Survey after survey** of energy management professionals show that a lack of resources is the most commonly cited cause for rejecting investments in energy and resource efficiency projects.

At the same time, the International Energy Agency’s World Energy Outlook 2012 reported that for their “Efficient World Scenario” that “Additional investment of US$11.8 trillion in more efficient end-use technologies is needed, but is more than offset by a US$17.5 trillion reduction in fuel expenditures and US$5.9 trillion lower supply-side investment.” 

Clearly, a key to success in achieving a more efficient world is down to our ability, as efficiency practitioners, to obtain funding.

The excuse given by decision-makers that “we don’t have the money” is rarely true. If we are honest with ourselves, this response is often due to our own inability as practitioners to create a sufficiently compelling business case – one that addresses the many non-financial barriers that exist. My 840-page book on energy and resource efficiency is largely dedicated to sharing my own experience of these barriers and how they may be overcome:

  • By properly quantifying the value that efficiency generates (e.g. dealing with hidden and missing costs, and valuing co-benefits)
  • By understanding structural barriers (such as split incentives, irreversibility and term issues)
  • By addressing psychological barriers (sunk costs fallacies, loss aversion, certainty bias etc.)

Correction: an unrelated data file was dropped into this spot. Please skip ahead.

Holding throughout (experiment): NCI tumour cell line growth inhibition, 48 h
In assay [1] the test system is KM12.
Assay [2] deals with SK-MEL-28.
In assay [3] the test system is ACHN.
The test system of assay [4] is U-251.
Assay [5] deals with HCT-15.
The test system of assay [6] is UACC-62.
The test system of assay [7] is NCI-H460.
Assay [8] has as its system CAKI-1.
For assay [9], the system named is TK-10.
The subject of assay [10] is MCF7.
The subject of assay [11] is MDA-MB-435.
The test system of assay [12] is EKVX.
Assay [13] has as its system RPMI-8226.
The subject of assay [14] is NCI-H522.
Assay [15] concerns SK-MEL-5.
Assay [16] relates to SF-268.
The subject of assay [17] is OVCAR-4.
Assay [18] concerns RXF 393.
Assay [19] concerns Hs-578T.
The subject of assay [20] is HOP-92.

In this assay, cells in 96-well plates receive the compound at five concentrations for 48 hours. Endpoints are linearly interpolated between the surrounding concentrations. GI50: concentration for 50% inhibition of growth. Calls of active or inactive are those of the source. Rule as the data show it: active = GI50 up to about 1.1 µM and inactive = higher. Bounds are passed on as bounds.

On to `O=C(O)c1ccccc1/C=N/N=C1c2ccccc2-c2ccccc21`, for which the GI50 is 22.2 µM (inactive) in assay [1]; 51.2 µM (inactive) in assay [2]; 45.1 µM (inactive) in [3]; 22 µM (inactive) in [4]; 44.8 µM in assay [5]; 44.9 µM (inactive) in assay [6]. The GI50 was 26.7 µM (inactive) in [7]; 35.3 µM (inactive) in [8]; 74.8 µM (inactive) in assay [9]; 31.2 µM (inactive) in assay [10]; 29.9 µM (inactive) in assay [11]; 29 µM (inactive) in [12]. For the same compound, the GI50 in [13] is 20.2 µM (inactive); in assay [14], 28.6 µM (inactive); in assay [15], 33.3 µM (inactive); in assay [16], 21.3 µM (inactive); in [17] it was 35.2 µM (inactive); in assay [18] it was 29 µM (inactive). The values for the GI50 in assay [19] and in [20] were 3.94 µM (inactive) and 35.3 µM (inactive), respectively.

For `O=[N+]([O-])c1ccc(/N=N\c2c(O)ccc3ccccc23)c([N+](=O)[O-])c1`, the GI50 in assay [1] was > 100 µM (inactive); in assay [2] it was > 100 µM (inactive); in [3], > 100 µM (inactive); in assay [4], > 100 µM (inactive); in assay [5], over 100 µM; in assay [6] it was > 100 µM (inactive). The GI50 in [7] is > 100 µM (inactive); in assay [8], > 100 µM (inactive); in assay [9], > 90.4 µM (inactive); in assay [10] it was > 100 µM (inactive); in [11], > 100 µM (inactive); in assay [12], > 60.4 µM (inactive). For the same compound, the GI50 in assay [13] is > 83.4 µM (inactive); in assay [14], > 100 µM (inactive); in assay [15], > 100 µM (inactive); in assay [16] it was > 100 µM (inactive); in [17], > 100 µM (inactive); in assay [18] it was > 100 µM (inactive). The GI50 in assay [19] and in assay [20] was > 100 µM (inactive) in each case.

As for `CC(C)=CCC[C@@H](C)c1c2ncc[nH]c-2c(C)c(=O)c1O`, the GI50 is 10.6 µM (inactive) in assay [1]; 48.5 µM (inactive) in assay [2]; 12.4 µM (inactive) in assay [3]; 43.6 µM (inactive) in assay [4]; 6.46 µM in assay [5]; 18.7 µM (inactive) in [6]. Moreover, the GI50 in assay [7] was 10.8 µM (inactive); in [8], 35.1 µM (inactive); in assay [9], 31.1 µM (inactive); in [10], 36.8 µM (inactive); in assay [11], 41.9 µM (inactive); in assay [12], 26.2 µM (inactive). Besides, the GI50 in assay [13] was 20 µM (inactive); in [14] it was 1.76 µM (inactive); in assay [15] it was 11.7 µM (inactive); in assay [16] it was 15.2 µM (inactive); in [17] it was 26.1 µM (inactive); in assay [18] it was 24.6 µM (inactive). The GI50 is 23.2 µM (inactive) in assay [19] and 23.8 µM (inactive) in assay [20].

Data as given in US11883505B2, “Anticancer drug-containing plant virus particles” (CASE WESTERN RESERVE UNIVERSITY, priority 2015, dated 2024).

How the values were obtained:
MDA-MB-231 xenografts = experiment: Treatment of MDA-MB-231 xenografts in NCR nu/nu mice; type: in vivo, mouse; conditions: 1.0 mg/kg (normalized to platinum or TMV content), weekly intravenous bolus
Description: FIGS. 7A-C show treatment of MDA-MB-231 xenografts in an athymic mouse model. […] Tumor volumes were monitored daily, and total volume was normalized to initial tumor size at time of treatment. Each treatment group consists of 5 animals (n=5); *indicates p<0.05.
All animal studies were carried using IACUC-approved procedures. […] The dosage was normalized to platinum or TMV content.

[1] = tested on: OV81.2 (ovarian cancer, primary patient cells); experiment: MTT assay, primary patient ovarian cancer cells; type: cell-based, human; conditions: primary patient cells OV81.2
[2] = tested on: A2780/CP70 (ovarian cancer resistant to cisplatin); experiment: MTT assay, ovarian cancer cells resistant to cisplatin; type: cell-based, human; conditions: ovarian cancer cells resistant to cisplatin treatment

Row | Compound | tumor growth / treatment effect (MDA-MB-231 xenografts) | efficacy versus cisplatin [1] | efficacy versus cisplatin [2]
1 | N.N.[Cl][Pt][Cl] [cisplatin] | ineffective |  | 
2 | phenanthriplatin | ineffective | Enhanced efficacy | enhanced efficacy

But let’s, for a moment, assume that there really is an availability barrier – i.e. no money.  What then? Well, my book also describes 12 methods, in addition to conventional outright purchase, which can fund efficiency projects. Click the link below for a poster setting out the financial flows, pros and cons of these methods.

For a practical, comprehensive exploration of these challenges, please do download the free PDF of the book available on my website, which also describes each funding technique shown in the poster in detail. The book is full of real-world case studies and useful techniques that can help efficiency practitioners in any organisation, small or large.

In time decision-makers will gain appreciation of the great skills and value that our profession brings to organisations and communities. Indeed it us – efficiency practitioners – who are the key to solving the major challenge of our age: “how to do more with less”. Please do share this link with others to spread the word and share the knowledge.

** see for example: Prindle, William, and Andre de Fontaine. A Survey of Corporate Energy Efficiency Strategies, ACEEE Summer Study on Energy Efficiency in Industry 5, 13 (2009) or Institute for Building Efficiency. 2013 Energy Efficiency Indicators (2013)